Another sector is precision medical investment, which Brand describes as particular “bio markets” and how it aids in fighting a specific patient’s disease, especially in the field of oncology.
Blackstone is also looking to transform its own technology, much of which has not changed since Brand started at the PE giant 18 years ago. The firm hopes to go beyond Microsoft Word and Excel and use data with a greater focus.
“WE ARE TRYING TO BUILD A TECHNOLOGY FLYWHEEL INSIDE BLACKSTONE SO THAT WE BENEFIT FROM ALL PARTS OF A FIRM, SUCH AS ITS RESOURCES AND OPERATING BUSINESS. BEING ON THE RIGHT SIDE OF TRENDS AND FINDING TECHNOLOGY WE WANT TO BE BEHIND IS IMPORTANT.”
Co-head of U.S. Acquisitions, Blackstone Private Equity Group
“We are looking to share [intellectual property] within all different parts of Blackstone so we can see and share information on trends. We use data to analyze companies in due diligence, for example. We have a very strong data science group and we have shared our tools to improve the technology inside Bumble. We are able to add Improvements thanks to our data science groups,” Brand said.
HGGC is a private equity firm focused on technology founded in the middle of Silicon Valley, but the investor brings a traditional ethic that’s helped make it a superstar.
Co-founded in 2007 by NFL Hall of Famer Steve Young, the Paulo Alto, California investor was able to identify the early signs of disruption in industries that were ripe for technological transformation.
The firm has completed over 200 transactions over the last two decades, many of them in industries where opportunities for technological disruption weren’t yet obvious, like automotive, market research, retail and printing, Young said.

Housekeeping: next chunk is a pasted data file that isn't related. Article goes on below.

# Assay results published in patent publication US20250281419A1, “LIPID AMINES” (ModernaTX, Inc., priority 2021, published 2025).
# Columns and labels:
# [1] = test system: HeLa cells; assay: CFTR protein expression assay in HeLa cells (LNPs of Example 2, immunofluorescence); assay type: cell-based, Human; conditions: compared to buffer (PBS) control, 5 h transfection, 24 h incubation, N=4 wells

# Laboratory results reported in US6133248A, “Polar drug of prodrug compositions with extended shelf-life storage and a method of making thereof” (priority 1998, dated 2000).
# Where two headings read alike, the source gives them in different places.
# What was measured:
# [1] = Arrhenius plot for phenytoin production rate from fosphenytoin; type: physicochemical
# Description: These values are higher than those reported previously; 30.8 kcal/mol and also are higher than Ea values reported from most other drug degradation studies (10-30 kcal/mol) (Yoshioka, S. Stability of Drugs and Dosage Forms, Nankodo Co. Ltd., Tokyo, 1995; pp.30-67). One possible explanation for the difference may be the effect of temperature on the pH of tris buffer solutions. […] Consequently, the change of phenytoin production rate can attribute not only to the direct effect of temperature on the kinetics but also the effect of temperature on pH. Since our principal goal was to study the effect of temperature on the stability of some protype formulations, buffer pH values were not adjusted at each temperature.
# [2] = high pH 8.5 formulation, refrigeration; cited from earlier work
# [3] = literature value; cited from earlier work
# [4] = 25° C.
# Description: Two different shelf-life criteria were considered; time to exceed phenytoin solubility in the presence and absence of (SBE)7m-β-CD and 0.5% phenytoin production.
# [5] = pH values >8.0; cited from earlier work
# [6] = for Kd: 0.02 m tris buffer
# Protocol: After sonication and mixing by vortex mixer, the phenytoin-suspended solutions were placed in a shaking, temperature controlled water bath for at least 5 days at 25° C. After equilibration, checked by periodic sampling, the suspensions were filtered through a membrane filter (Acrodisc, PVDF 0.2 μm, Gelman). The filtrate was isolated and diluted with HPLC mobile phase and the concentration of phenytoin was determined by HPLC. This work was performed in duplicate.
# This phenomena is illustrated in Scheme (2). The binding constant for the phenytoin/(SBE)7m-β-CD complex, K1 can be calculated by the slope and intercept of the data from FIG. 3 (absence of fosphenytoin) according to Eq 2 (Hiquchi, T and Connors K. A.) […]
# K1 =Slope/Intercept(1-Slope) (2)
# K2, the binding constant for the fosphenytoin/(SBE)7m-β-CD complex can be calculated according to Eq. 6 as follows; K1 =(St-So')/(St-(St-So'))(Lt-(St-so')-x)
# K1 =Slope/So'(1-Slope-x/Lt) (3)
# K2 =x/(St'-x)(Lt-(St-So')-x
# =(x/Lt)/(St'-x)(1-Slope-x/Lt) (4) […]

By building out technological offerings like data analytics and automation, the firm had an opportunity to get in on the ground level of technological transformation that would drive significant value creation for its companies. With that knowledge, it made sense to partner with a technology provider like SAP, according to Young.
“That goes to our fundamentals, which is we practice old school private equity,” said Young. “But what we’re telling sellers, founders and management teams is we also speak tech.”
While being focused on cutting-edge technology has been instrumental to the firm’s success, Young also said it’s important for business leaders to develop a sense of accountability.
Recalling a moment in his NFL career as a quarterback with the San Francisco 49ers when a bad decision allowed an opposing team to intercept a pass, Young drew a parallel with his career in business by advising leaders to develop a sense of accountability.
“What those in a leadership position need when things go wrong is an ultimate sense of accountability,” he said. “In the end just own it, take the accountability and fix it.”
Benjamin Glick is an associate editor of Middle Market Growth.
Phil Albinus is Middle Market Growth’s managing editor.